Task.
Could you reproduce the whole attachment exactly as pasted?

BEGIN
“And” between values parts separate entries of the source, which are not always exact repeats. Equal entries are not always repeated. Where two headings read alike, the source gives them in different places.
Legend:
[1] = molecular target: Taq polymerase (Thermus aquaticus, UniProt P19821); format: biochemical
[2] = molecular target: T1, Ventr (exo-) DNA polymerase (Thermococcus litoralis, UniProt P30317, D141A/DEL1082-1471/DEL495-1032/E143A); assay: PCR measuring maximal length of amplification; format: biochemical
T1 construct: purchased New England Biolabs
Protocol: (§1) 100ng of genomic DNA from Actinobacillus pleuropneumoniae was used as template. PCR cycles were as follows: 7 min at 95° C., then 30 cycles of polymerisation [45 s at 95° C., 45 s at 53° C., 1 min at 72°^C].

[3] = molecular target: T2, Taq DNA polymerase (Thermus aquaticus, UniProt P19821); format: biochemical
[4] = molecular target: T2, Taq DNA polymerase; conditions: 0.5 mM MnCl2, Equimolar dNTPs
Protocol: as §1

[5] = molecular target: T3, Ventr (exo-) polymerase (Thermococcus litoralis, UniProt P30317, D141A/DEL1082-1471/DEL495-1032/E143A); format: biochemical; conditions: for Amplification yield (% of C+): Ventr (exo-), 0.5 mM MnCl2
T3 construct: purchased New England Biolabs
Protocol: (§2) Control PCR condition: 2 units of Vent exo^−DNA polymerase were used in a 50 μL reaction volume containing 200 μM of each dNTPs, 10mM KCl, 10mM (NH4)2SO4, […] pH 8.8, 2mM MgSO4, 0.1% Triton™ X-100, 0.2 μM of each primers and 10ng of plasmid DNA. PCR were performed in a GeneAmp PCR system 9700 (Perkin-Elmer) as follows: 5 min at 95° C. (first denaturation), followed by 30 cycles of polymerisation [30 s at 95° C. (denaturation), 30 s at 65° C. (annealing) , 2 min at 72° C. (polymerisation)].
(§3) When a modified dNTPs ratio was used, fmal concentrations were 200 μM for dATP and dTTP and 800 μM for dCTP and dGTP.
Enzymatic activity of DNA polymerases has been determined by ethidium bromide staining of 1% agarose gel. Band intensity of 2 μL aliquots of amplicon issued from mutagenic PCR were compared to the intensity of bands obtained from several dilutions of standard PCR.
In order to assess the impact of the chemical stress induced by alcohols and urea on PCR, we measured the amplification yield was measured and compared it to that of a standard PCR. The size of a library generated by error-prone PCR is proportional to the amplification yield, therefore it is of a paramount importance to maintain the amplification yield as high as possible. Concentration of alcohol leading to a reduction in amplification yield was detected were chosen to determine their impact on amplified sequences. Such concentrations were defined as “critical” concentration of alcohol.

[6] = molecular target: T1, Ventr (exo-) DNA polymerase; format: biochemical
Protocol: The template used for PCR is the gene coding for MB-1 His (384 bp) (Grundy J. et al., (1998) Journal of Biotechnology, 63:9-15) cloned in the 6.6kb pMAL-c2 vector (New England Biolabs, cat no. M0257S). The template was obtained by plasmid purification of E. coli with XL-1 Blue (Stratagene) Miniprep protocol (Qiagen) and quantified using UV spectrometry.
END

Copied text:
“And” between values parts separate entries of the source, which are not always exact repeats. Equal entries are not always repeated. Where two headings read alike, the source gives them in different places.
Legend:
[1] = molecular target: Taq polymerase (Thermus aquaticus, UniProt P19821); format: biochemical
[2] = molecular target: T1, Ventr (exo-) DNA polymerase (Thermococcus litoralis, UniProt P30317, D141A/DEL1082-1471/DEL495-1032/E143A); assay: PCR measuring maximal length of amplification; format: biochemical
T1 construct: purchased New England Biolabs
Protocol: (§1) 100ng of genomic DNA from Actinobacillus pleuropneumoniae was used as template. PCR cycles were as follows: 7 min at 95° C., then 30 cycles of polymerisation [45 s at 95° C., 45 s at 53° C., 1 min at 72°^C].

[3] = molecular target: T2, Taq DNA polymerase (Thermus aquaticus, UniProt P19821); format: biochemical
[4] = molecular target: T2, Taq DNA polymerase; conditions: 0.5 mM MnCl2, Equimolar dNTPs
Protocol: as §1

[5] = molecular target: T3, Ventr (exo-) polymerase (Thermococcus litoralis, UniProt P30317, D141A/DEL1082-1471/DEL495-1032/E143A); format: biochemical; conditions: for Amplification yield (% of C+): Ventr (exo-), 0.5 mM MnCl2
T3 construct: purchased New England Biolabs
Protocol: (§2) Control PCR condition: 2 units of Vent exo^−DNA polymerase were used in a 50 μL reaction volume containing 200 μM of each dNTPs, 10mM KCl, 10mM (NH4)2SO4, […] pH 8.8, 2mM MgSO4, 0.1% Triton™ X-100, 0.2 μM of each primers and 10ng of plasmid DNA. PCR were performed in a GeneAmp PCR system 9700 (Perkin-Elmer) as follows: 5 min at 95° C. (first denaturation), followed by 30 cycles of polymerisation [30 s at 95° C. (denaturation), 30 s at 65° C. (annealing) , 2 min at 72° C. (polymerisation)].
(§3) When a modified dNTPs ratio was used, fmal concentrations were 200 μM for dATP and dTTP and 800 μM for dCTP and dGTP.
Enzymatic activity of DNA polymerases has been determined by ethidium bromide staining of 1% agarose gel. Band intensity of 2 μL aliquots of amplicon issued from mutagenic PCR were compared to the intensity of bands obtained from several dilutions of standard PCR.
In order to assess the impact of the chemical stress induced by alcohols and urea on PCR, we measured the amplification yield was measured and compared it to that of a standard PCR. The size of a library generated by error-prone PCR is proportional to the amplification yield, therefore it is of a paramount importance to maintain the amplification yield as high as possible. Concentration of alcohol leading to a reduction in amplification yield was detected were chosen to determine their impact on amplified sequences. Such concentrations were defined as “critical” concentration of alcohol.

[6] = molecular target: T1, Ventr (exo-) DNA polymerase; format: biochemical
Protocol: The template used for PCR is the gene coding for MB-1 His (384 bp) (Grundy J. et al., (1998) Journal of Biotechnology, 63:9-15) cloned in the 6.6kb pMAL-c2 vector (New England Biolabs, cat no. M0257S). The template was obtained by plasmid purification of E. coli with XL-1 Blue (Stratagene) Miniprep protocol (Qiagen) and quantified using UV spectrometry.